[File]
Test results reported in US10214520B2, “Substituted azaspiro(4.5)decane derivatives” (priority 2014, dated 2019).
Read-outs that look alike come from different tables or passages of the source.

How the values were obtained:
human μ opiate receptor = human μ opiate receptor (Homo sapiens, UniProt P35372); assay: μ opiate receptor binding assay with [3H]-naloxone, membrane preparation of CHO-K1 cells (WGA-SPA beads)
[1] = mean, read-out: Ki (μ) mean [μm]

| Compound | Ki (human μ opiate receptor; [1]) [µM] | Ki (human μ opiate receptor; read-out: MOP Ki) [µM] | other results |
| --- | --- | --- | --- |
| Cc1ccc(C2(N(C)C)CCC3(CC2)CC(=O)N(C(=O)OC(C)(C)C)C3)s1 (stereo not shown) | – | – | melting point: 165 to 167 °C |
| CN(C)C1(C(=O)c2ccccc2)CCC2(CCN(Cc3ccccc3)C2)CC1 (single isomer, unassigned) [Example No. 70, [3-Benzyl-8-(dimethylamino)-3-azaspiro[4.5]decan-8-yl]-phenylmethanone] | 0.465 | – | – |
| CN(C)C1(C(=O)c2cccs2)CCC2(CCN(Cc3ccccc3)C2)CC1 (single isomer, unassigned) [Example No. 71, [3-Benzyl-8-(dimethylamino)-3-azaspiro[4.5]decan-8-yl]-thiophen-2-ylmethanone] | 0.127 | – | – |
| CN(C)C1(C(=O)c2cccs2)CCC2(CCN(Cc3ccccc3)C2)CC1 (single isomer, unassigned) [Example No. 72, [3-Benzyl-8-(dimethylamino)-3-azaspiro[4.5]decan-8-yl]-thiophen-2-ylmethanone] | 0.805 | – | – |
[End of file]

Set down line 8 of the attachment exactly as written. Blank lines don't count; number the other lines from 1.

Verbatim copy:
| Cc1ccc(C2(N(C)C)CCC3(CC2)CC(=O)N(C(=O)OC(C)(C)C)C3)s1 (stereo not shown) | – | – | melting point: 165 to 167 °C |